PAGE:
The U.S. economy has nearly recovered. Now someone has to convince Americans. Nearly half think the United States is still in recession, according to a recent Wall Street Journal poll. Some 76 percent don’t think their children’s generation will have a better life than they did. Americans are right to think they are worse off: Even if they have recovered financially, they have become aware that the economy is riskier than it used to be. They might never bounce back from that.
Economic well-being is not limited to wealth, earnings, and employment; security matters, too. All else being equal, a riskier environment is worse, economically speaking. Financial markets may be less volatile, but structural changes in the economy have increased risk for most Americans’ largest asset: future earnings.
Lifetime earning power has been getting less certain for decades, but it took the recession to make people realize it. In 2002, one out of two Americans expected real income gains in the next five years, according to the Index of Consumer Sentiment; by 2013, only one in three did. It is well known that real median earnings didn’t increase in the last 20 years; overall earnings have become more volatile, too. The amount that the average household’s earnings fluctuate each year has been increasing (PDF) since the 1980s. Household finances also are less secure because people have less liquid savings and more debt. The economic stress associated with the recession made these trends more apparent.
The future of U.S. children also looks precarious. Tyler Cowen argues that changes in technology and trade are hollowing out the middle class, leaving a larger chasm between economic winners and losers, with very few in the middle. People who thrive in the future will do very well. The rest will have a harder time getting by. Previously, parents could safely assume that their children had good shots at landing middle-class lives. The stakes are now higher and the risk of failure larger.
Younger Americans may never recover from the recession’s wake-up call to risk, and the economy might suffer for that. The Great Depression scared a generation away from taking financial risk: Many Americans who came of age during the Depression never invested in the stock market. To be fair, they never had to because many had company-sponsored pensions to support them in retirement. Millennials have internalized the same fears, with 13 percent describing themselves as financially conservative, a rate matched only by World War II babies (now ages 68 and up), according to a recent UBS survey (PDF). They are holding more in cash and less in stock than other generations have done.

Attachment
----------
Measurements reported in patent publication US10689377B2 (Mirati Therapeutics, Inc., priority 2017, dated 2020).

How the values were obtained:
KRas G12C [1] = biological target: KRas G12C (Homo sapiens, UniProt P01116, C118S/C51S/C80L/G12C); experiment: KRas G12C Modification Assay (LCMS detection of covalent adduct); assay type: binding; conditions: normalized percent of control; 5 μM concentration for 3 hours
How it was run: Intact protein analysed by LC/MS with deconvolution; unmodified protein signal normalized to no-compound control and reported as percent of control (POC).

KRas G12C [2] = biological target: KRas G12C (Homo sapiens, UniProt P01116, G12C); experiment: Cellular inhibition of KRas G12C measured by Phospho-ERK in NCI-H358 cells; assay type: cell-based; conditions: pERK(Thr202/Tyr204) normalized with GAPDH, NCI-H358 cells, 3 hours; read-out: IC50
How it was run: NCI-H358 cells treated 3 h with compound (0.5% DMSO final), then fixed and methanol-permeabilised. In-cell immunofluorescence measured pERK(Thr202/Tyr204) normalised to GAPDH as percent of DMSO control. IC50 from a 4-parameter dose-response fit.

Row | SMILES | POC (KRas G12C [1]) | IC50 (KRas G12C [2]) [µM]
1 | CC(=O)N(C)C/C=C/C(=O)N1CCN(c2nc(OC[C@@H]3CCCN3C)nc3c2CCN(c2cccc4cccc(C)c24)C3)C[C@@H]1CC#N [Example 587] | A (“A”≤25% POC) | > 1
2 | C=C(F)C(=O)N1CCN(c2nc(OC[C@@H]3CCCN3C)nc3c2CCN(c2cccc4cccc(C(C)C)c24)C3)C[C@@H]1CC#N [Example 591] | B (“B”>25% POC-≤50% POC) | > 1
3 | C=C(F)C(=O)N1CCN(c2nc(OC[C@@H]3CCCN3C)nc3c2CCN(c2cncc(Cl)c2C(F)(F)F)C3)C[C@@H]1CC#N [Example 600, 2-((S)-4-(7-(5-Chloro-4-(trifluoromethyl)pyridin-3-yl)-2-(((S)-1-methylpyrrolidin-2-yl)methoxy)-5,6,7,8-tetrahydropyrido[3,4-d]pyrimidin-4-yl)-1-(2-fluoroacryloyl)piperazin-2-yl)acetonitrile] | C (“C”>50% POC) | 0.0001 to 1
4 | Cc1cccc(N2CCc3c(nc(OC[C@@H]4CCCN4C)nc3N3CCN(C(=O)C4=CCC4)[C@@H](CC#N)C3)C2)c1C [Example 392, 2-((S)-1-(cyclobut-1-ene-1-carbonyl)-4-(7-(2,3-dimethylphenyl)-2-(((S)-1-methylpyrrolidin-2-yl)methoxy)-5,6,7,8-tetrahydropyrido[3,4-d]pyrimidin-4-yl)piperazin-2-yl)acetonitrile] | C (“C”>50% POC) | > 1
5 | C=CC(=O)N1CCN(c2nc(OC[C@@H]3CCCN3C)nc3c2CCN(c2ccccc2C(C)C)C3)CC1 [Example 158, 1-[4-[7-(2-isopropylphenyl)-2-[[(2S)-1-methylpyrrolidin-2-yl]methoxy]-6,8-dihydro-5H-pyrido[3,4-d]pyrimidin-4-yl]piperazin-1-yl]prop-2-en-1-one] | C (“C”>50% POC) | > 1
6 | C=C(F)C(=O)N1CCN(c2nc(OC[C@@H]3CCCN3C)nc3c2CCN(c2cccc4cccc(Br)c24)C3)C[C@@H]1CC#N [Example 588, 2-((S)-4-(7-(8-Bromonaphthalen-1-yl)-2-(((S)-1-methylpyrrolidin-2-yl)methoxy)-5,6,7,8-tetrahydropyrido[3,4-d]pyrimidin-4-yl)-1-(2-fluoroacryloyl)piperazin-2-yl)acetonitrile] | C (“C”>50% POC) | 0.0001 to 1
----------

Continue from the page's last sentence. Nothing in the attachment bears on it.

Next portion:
The fortunes of the Depression’s children were eventually bolstered by a wartime economy and postwar boom. Millennials face no such relief on the horizon. Downturns have historically pushed previous generations (PDF) into entrepreneurship, but that’s not happening either. The youth self-employment rate has fallen each year since the recession and shows no sign of turning around. In 2003, 8.3 percent of Americans aged 25 to 39 were self-employed, by 2013 only 6.8 percent were.
The economic recovery cannot be measured only by market returns, growth in gross domestic product, and housing starts. Psychology counts. Heightened fear can hurt career and investment decisions for decades. Put another way, economic well-being requires a certain level of optimism, a firm belief that success is possible, even when times are hard. Markets crash. Businesses fail. But if people today unwilling to take measured chances, we haven’t recovered at all. That may affect career and investment decisions for decades.